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Nuwe skryfwerk | New writing > Fiksie | Fiction > English > Published authors

Love thy neighbour

Lucas Ledwaba - 2008-04-15

Father Sibiya was sitting on a soft sofa by the fireplace reading his Bible when he heard a knock at the door. He slowly took off his spectacles, then put the holy book down near where he was seated. Slowly, he walked to the door, indeed like a man of God walks, with careful, tender steps, as if afraid to exert too much pressure on God's land.

He looked through the pigeonhole on the door. It was a man. He did not know him. His hair was unkempt, his eyes wide with a combination of fear and starvation and cold, and God knows what else. But the man had come to the house of God. And here he stood now, waiting for the man in the house of God to open the door for him.

Father Sibiya opened the wooden door, but did not open the grille separating him from the man. He eyed the man suspiciously with a look as cold as the thick droplets of rain that were pelting outside. The man held a little plastic bag. Father Sibiya noticed that the man shivered. His piercing eyes scoured the man from toe to head, and head to toe, like one sizing up an enemy. The man bit his upper lip and looked away. The piercing eyes, oh ...

Father Sibiya noticed that the man's toes which protruded from his torn, unmatching pair of shoes like rotten sausages curled up as he shifted uncomfortably. He noticed also that the man's pants were held together by a piece of dirty cloth at the waist. The man did not look at the tall, lean man in black pants, shirt and white collar standing before him.

"Yebo," Father Sibiya said at last.

His voice was stern and cold. Almost like that of a soldier issuing a command. The man shivered. The thunder rumbled like his stomach, which hadn't had any food to digest for three days now. Father Sibiya looked the man in the eye for the first time since their meeting. But the man looked away. Those eyes, the father's eyes, frightened him.

"What do you want?" Father Sibiya asked irritably, the gold-plated crucifix hanging on a gold chain around his neck hitting against the grille that separated him from the man who stood shivering. The man looked at the crucifix. "Jesus," he thought to himself.

"You have been drinking," Father Sibiya said, half asking the man, half accusing him.

The man half nodded, but still, he did not look at the man with the crucifix around his neck. Father Sibiya noticed the man shivered even more than he did when he first opened the door. The man half nodded, but the look on his face wasn't exactly that of accepting the accusing words. The thunder rumbled again, and the man shivered even more. He cast his eyes on the wet floor and mumbled something. A bolt of lightning lit up the dark sky. Father Sibiya shook his head, annoyed.

"Can I help you?" he asked the man again, his voice colder and louder.

Deep down, the man knew that to survive the storm, he had to speak. He tried to raise his voice. But the words came out in a slow, tired whisper, muffled by the pelting rain and the rumbling thunder.

"I'm cold," the man managed to raise his voice at last, rubbing his toes against his wet pants.

Father Sibiya examined the man's oversized jersey, which was soaking from the rain.

"I'm hungry. Father, I'm hungry," the man said, casting his eyes on the wet floor again.

Father Sibiya shook his head, disgusted by the strong smell of brandy.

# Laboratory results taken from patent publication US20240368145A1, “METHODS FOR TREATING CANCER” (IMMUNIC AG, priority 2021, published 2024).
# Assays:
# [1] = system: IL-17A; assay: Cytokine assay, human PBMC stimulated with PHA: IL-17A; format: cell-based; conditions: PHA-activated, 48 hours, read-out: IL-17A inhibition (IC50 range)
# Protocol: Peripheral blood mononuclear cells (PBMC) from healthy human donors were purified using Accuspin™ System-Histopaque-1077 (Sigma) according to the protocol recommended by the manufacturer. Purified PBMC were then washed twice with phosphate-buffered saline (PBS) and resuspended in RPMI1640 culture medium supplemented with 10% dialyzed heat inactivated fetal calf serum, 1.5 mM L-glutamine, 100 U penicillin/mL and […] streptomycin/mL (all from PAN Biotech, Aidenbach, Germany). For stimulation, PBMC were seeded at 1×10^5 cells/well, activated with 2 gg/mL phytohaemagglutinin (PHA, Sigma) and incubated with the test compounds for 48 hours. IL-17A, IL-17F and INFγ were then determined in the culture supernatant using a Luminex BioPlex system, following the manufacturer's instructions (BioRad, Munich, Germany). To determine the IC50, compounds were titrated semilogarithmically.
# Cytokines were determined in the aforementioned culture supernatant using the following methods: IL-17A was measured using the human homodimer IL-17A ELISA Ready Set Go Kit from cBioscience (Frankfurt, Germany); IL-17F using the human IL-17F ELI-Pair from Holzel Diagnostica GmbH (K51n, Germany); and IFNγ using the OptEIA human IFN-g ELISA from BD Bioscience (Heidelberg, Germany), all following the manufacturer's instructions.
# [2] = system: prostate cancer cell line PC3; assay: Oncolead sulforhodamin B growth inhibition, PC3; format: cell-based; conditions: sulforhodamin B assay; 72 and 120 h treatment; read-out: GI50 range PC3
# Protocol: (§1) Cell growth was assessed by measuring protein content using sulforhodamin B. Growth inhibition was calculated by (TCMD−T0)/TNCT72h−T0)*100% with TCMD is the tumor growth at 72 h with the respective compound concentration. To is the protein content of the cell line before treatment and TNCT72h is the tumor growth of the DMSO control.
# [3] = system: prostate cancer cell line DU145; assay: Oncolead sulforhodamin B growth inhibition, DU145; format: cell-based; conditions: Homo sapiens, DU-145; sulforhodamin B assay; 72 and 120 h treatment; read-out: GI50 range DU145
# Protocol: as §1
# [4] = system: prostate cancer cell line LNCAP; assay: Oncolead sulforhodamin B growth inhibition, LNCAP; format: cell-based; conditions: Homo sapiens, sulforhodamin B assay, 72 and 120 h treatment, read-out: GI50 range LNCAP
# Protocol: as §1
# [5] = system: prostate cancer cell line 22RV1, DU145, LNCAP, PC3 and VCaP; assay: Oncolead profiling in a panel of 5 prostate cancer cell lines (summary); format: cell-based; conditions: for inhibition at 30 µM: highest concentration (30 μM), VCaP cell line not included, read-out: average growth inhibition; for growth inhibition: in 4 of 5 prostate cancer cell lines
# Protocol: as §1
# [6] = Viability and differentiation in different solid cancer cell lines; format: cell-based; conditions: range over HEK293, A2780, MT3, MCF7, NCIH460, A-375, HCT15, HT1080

"This is a house of God. You have been drinking and now you want me to give you shelter in the house of God?" Father Sibiya shook his head again.

"Father, please, I am cold and hungry," the man pleaded, finally looking Father Sibiya in the eye.

"Where are you from?" Father Sibiya asked rather harshly.

"I am running from the storm. The park is too wet and cold today," the man pleaded.

The thunder rumbled again. A bolt of lightning lit up the dark sky. The man closed his eyes briefly, to thank God that he was under the verandah of the church house rather than under the tree in the park across the street. Home, the park was what he called home.

"You people!" Father Sibiya exclaimed.

The man held the plastic bag in one hand and held the grille with the other. Father Sibiya retreated a little. He noticed the man's hand was bloodied, but didn't ask what had happened.

"Father, please. Pray for me," the man pleaded.

Father Sibiya frowned.

"Why should I pray for you?" he asked.

The man did not answer.

Father Sibiya turned to walk away. But just before he could shut the door, the man moved forward and slowly pushed it back with his bloodied hand.

"Father, can I please touch your cross then? Please," the man pleaded.

Father Sibiya looked at the man's bloodied hand, then carefully examined the shiny crucifix hanging round his neck. He thought for a while, then finally pushed the door shut. Then he turned the key and looked in the pigeonhole. He saw the man walk slowly into the rain, his shoulders hunched, indeed like a man resigned to spending yet another night in the raging storm. The thunder rumbled again, and yet another bolt of lightning lit up the sky. Father Sibiya heard the rain come down even harder on the roof. He hurried back to his seat by the fireplace. He picked up the holy book and continued preparing his sermon for the coming Sunday.

"Where was I?" Father Sibiya muttered to himself.

"Oh yes," he said, as if speaking to someone.

He picked up the holy book and began to read, "Love thy neighbour ..."

The next afternoon, Father Sibiya read in the newspaper that the body of a man had been found in the park opposite the church, his church. The man, according to the newspaper, had died from the cold the previous night. Father Sibiya went down on his knees and prayed for the man's soul to rest in peace.